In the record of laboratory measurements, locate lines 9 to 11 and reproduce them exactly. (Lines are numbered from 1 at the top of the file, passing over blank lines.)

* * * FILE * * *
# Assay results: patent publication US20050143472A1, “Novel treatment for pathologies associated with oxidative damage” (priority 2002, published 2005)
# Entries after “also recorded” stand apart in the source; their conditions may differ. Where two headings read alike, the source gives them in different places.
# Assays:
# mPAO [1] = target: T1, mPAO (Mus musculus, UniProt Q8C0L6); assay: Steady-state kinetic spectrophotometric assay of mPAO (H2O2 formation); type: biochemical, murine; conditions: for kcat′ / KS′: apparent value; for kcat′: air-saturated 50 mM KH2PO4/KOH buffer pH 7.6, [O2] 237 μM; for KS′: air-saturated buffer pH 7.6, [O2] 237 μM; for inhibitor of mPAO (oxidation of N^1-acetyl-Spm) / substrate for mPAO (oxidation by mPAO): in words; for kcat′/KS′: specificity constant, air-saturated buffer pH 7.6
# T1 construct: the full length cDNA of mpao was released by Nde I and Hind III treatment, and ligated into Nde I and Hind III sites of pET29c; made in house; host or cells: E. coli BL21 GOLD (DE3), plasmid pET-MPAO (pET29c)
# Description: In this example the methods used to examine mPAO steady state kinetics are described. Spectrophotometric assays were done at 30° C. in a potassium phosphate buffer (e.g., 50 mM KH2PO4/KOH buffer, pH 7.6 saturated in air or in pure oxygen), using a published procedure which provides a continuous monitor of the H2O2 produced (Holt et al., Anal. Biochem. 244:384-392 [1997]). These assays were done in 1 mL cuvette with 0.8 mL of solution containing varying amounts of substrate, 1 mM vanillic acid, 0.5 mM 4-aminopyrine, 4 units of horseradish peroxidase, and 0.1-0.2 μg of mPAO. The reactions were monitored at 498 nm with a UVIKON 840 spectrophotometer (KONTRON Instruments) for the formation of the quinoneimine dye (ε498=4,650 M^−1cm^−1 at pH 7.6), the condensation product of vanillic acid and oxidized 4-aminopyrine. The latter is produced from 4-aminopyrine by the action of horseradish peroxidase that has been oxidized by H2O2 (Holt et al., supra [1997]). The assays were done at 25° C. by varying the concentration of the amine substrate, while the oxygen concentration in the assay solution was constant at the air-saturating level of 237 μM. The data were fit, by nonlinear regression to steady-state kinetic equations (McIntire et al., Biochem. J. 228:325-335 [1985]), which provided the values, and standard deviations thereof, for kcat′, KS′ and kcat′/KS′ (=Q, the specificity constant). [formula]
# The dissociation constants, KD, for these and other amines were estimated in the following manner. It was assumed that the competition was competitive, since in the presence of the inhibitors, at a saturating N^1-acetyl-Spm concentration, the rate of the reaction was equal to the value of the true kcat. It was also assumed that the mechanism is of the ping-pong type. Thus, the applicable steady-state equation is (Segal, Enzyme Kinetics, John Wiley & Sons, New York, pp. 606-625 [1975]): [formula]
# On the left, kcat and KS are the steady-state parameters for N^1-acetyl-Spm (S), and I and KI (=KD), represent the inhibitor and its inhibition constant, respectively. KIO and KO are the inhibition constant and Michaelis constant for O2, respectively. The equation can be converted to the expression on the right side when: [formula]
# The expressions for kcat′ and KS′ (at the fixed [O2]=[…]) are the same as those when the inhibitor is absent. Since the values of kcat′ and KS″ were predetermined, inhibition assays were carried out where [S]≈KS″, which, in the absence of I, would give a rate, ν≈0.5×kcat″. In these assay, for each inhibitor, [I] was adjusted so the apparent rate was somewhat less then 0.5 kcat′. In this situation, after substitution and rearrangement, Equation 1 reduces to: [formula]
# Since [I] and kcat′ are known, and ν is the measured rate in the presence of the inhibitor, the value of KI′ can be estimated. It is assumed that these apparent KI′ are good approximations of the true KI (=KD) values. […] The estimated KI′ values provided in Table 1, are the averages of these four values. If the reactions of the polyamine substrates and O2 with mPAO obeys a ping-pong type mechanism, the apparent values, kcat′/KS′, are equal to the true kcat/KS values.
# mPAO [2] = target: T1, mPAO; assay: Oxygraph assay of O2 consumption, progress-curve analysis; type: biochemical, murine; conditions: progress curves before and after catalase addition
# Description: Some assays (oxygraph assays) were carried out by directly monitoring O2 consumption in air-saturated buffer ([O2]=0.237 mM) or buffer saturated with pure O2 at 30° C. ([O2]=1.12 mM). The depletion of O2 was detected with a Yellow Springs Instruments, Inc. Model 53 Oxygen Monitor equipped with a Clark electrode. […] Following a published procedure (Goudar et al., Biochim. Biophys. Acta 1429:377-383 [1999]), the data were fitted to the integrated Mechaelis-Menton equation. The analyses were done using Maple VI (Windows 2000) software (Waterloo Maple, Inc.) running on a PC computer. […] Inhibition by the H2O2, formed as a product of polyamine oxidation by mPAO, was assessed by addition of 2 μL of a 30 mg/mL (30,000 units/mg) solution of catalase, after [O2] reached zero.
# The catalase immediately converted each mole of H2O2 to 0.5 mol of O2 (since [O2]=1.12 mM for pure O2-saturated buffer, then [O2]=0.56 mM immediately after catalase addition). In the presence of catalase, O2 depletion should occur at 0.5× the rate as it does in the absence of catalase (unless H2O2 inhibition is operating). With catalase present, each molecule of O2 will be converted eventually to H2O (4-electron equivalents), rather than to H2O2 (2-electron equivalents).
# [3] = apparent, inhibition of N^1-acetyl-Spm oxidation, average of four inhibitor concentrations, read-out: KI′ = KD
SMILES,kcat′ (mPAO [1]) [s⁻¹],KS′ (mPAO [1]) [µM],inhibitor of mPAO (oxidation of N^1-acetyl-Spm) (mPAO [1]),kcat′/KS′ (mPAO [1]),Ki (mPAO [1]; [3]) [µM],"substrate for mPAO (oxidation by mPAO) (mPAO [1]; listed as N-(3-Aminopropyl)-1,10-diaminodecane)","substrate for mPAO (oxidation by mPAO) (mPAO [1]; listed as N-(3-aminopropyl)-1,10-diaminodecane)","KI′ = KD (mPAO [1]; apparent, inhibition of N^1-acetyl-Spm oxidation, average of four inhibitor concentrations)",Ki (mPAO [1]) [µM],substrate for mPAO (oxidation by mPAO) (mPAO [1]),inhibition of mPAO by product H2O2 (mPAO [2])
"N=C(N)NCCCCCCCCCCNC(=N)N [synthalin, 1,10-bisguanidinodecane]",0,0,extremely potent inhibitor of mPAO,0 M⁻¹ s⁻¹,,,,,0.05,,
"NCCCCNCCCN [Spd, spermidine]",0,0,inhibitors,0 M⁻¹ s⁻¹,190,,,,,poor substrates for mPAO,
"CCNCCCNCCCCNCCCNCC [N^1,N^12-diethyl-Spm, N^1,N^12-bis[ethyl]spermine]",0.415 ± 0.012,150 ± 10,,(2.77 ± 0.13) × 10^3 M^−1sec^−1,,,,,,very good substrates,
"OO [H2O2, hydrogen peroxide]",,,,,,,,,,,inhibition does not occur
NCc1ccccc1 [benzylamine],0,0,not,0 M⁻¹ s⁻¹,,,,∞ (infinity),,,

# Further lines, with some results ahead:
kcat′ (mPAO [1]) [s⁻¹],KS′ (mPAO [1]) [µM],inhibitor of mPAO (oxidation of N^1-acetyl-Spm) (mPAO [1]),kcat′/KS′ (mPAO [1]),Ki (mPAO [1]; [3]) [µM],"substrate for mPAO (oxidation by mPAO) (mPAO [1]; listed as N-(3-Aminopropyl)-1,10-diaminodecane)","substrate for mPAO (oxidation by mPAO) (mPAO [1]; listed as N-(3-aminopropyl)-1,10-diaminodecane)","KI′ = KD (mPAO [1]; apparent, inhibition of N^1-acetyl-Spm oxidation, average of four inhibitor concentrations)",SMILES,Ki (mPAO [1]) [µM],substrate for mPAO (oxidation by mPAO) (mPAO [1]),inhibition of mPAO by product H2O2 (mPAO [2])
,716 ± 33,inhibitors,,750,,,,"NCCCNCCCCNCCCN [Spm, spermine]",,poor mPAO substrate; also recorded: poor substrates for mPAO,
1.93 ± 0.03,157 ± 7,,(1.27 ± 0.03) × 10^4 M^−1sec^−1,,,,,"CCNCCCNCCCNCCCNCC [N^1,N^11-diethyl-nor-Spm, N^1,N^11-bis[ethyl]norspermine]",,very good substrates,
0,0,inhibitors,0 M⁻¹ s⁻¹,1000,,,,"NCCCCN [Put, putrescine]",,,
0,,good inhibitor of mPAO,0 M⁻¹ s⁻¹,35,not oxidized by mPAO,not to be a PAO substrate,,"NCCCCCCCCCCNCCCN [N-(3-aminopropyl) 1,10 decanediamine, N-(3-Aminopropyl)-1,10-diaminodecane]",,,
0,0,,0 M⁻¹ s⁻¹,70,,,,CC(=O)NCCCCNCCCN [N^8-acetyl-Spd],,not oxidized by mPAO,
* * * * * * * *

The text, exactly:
# The expressions for kcat′ and KS′ (at the fixed [O2]=[…]) are the same as those when the inhibitor is absent. Since the values of kcat′ and KS″ were predetermined, inhibition assays were carried out where [S]≈KS″, which, in the absence of I, would give a rate, ν≈0.5×kcat″. In these assay, for each inhibitor, [I] was adjusted so the apparent rate was somewhat less then 0.5 kcat′. In this situation, after substitution and rearrangement, Equation 1 reduces to: [formula]
# Since [I] and kcat′ are known, and ν is the measured rate in the presence of the inhibitor, the value of KI′ can be estimated. It is assumed that these apparent KI′ are good approximations of the true KI (=KD) values. […] The estimated KI′ values provided in Table 1, are the averages of these four values. If the reactions of the polyamine substrates and O2 with mPAO obeys a ping-pong type mechanism, the apparent values, kcat′/KS′, are equal to the true kcat/KS values.
# mPAO [2] = target: T1, mPAO; assay: Oxygraph assay of O2 consumption, progress-curve analysis; type: biochemical, murine; conditions: progress curves before and after catalase addition